Choi Eun-young, ex-CEO of Hanjin Shipping, has been charged with insider trading. South Korean prosecutors allege that Choi sold Hanjin shares when she learned that the company was in danger of collapse. Choi’s daughters, Cho Yoo Kyung, 30, and Cho Yoo Hong, 28, also sold stock before the restructuring announcement, but the charges did not mention the pair.
Hanjin had lost two thirds of its value by the time it filed for bankruptcy protection at the end of August. Choi was summoned by the authorities in June, two months after she sold the stock, and she cooperated with the investigation. She has maintained that she only sold her holding to settle personal debts, and that she had no prior knowledge of Hanjin’s situation. Choi has claimed that she was not well-qualified to head Hanjin Shipping and that she did not obtain the post on merit: she succeeded her husband in the role after his death. That admission is seen locally as evidence that South Korean traditional business practices are not suited to the modern world.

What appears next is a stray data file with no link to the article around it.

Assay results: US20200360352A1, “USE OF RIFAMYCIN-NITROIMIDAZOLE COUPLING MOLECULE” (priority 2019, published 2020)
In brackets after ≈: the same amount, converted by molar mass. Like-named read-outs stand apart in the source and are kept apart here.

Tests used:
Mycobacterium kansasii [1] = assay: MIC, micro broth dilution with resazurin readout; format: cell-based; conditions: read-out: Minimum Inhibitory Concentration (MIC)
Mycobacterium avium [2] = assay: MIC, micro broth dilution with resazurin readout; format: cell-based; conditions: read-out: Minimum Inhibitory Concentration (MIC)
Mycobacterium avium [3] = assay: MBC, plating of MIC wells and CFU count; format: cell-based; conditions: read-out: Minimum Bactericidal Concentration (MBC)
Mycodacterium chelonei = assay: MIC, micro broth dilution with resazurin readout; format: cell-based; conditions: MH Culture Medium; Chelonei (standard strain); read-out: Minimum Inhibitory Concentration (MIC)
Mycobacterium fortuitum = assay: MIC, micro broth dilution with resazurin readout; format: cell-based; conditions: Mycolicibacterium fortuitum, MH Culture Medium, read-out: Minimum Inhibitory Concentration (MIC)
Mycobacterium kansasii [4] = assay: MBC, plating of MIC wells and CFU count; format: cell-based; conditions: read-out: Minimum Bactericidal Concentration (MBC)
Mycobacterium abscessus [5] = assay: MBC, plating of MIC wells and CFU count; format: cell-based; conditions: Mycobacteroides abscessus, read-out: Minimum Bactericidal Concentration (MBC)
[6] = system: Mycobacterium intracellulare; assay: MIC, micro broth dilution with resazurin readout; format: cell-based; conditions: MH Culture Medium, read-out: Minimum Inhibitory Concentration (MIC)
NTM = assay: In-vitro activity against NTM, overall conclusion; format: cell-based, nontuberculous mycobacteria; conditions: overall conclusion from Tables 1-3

Subsequent to Hanjin’s bankruptcy filing, Choi paid $9m into a fund to help the carrier offload cargo left in limbo on Hanjin-owned and Hanjin-chartered vessels. She remains the chairwoman of Eusu Holdings, the parent company of freight forwarder Eusu Logistics, formerly a subsidiary of Hanjin.